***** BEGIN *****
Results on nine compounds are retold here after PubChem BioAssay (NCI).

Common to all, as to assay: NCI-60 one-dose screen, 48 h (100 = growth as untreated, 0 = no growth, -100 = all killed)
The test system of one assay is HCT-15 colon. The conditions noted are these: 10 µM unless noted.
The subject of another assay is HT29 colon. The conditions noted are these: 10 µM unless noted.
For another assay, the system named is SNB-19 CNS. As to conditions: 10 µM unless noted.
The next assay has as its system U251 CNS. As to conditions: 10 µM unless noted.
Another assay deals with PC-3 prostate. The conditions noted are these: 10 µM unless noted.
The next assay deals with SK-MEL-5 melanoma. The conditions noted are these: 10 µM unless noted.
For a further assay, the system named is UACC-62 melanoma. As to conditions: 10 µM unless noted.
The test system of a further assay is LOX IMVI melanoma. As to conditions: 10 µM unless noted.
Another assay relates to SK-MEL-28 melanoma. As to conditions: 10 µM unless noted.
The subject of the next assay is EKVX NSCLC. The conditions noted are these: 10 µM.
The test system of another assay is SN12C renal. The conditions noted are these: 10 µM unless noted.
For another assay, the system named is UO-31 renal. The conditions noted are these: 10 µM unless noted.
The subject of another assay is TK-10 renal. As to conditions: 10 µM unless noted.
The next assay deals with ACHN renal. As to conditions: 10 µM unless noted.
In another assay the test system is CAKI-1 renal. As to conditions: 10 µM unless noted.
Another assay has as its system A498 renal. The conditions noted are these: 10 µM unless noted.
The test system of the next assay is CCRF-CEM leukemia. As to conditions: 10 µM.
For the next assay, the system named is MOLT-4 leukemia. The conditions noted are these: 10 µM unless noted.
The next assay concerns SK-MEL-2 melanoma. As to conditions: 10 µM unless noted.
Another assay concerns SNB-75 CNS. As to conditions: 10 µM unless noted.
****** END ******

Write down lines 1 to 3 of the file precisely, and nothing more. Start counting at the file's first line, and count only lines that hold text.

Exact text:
Results on nine compounds are retold here after PubChem BioAssay (NCI).

Common to all, as to assay: NCI-60 one-dose screen, 48 h (100 = growth as untreated, 0 = no growth, -100 = all killed)
The test system of one assay is HCT-15 colon. The conditions noted are these: 10 µM unless noted.